Architecture(s) of Geopolitical Transgression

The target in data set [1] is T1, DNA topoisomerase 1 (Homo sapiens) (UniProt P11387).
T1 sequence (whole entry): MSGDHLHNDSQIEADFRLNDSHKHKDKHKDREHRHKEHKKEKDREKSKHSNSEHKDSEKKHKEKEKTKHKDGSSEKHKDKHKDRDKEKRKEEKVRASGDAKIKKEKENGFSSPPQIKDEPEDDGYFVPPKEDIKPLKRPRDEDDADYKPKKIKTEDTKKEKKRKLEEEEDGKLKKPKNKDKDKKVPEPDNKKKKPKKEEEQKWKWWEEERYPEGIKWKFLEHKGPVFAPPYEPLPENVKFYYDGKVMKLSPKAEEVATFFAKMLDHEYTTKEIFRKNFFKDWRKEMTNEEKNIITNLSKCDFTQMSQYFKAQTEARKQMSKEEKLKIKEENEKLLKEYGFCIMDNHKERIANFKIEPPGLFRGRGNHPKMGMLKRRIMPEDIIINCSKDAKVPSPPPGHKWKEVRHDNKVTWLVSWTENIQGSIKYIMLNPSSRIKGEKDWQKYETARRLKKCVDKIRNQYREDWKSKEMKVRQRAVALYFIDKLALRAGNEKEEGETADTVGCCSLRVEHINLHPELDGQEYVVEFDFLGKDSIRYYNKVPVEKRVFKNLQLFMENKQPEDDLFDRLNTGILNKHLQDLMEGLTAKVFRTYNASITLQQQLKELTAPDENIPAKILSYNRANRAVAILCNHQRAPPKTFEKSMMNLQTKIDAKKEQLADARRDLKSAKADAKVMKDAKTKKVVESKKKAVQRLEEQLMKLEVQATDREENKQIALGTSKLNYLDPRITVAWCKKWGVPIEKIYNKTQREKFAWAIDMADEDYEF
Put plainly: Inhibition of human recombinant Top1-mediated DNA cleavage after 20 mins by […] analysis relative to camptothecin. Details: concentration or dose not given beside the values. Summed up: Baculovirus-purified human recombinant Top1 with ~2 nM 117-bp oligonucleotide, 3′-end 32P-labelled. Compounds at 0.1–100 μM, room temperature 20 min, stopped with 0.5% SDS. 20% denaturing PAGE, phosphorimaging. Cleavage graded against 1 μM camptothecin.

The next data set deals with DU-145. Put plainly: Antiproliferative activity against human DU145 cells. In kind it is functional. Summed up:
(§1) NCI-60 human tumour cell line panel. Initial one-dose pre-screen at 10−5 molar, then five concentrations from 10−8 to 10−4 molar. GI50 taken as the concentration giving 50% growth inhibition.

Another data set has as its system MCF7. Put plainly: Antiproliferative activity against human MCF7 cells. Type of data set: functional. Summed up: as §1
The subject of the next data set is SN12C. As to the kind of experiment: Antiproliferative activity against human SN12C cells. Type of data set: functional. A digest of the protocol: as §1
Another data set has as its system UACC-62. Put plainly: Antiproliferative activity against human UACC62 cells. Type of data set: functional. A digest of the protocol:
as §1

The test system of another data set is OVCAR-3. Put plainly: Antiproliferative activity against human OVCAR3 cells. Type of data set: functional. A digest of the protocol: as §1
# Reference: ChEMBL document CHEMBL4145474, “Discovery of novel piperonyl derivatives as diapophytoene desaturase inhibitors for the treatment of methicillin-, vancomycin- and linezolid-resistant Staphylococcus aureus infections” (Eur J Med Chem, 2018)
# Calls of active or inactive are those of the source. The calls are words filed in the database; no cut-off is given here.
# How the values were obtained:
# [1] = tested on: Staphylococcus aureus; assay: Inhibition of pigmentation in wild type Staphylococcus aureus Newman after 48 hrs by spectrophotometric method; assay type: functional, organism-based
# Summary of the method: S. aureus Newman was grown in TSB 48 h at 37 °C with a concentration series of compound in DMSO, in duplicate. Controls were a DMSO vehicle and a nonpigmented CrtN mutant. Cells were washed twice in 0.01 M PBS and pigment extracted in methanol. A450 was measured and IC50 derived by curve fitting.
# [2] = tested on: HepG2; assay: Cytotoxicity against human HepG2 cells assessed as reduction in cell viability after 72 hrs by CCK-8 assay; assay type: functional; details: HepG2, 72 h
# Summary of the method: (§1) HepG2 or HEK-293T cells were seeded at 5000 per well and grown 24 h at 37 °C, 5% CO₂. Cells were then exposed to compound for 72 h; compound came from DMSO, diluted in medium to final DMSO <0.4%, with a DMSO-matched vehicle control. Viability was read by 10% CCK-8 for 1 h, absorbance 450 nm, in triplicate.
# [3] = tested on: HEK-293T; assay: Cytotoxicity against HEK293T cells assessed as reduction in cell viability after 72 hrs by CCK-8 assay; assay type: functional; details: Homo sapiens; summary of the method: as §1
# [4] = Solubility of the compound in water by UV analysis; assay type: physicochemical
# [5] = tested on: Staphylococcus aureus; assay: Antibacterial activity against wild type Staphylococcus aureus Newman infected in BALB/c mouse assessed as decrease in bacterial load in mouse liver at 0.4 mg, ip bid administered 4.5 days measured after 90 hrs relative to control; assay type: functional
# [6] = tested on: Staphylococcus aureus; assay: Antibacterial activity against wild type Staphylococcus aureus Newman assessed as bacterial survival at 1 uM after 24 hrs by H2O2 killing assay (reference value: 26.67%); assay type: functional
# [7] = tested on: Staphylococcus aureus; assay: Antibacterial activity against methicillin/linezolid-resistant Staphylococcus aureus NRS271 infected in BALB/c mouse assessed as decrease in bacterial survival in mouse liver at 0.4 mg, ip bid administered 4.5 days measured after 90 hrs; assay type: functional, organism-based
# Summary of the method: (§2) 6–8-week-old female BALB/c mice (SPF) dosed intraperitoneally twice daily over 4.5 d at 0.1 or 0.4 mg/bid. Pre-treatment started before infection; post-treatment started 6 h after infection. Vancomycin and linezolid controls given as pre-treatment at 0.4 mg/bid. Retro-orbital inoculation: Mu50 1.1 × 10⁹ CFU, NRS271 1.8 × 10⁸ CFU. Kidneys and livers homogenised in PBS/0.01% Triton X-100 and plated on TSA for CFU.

Korea\’s Demilitarized Zone is the last major scar left from the Cold War conflicts between communism and capitalism that characterized much of the second half of the 20th century. Although the space of the DMZ still remains as it was when first demarcated in 1953, areas near the border that had been suspended in time are now, in the wake of Korea\’s \”Sunshine Policy\” of 1998, being reframed as the touch points of a new, multi-nodal economic landscape. Regardless of both sides\’ political positions, they have recently agreed to collaborate on infrastructure that will eventually redeploy the area as a vast, distributed urban network. Projects underway include the reconnecting of train lines between the North and South and flood control engineering for the Imjin River. The most emblematic project involves the creation of a mega-industrial complex at GaeSung in the North. The new GaeSung complex will join labor forces from the North with technical and administrative support from the South. This studio will conceptualize a \”new city\” just south of the DMZ by refiguring and expanding the existing town of MunSan. The re-creation of GaeSung in the North and MunSun in the South reflect their strategic locations, respectively 12km north, or south of the DMZ along vital rail and highway lines. The studio will pursue strategies to imbue the new city with a cultural significance that not only responds to the contemporary situation, but one that will prefigure larger changes in the Korean geopolitical landscape. Among the changes this city can anticipate, will be the transformation of the Demilitarized Zone from a political border to a shared Ecological Zone at the center of the Korean peninsula. In the short run, MunSun will respond to the needs of South Koreans who will be shuttling across the northern border to provide support for the new manufacturing zone. In the long run, the transformation of MunSun raises challenging questions about the relationship between design and politics in cities formed by the shifting geographies of global trade.Offered jointly in architecture and urban design, the studio will take neither discipline for granted; that is, we will not be pursuing just the making of buildings or master plans, per se. Rather we will be generating strategies to alternate between local, regional and global scales of intervention. On one hand, we will seek to understand and position MunSun as a site in transition from a border town to a network city. On the other, we will contend with a specific area, measuring 730,862 square meters, scrutinizing its potential for specific built interventions that will establish a new identity for the city. Such proposals will also be conceived to mold, delimit or channel future development. The studio will initially focus on recording various forces, behaviors and potentials of the study area, including natural and artificial topography, geographical relationships, historical patterns and infrastructural capacities. We will also pursue various means to map the existing town within the site, in an effort to understand its cultural significance and draw it into the future of the new city. We will be particularly interested in linking the unique, mildly mountainous terrain of the site, where the horizon is always in dynamic profile, to the city\’s capacity to support new, hybrid variations of the live-work-shop-study-play mix. Following the first phases of work the studio will travel to the study area in Korea in the week before Spring break. In addition to visiting Seoul and the study area, the studio will also visit other emerging \”new cities\” such as the Heyri Art Valley and the Paju Book City, which include many new buildings designed by young, internationally recognized architects. We will also visit Hwa Hwoi traditional village and other Korean architecture in southern part of the peninsula. Flights and accommodations for travel to Korea will be pro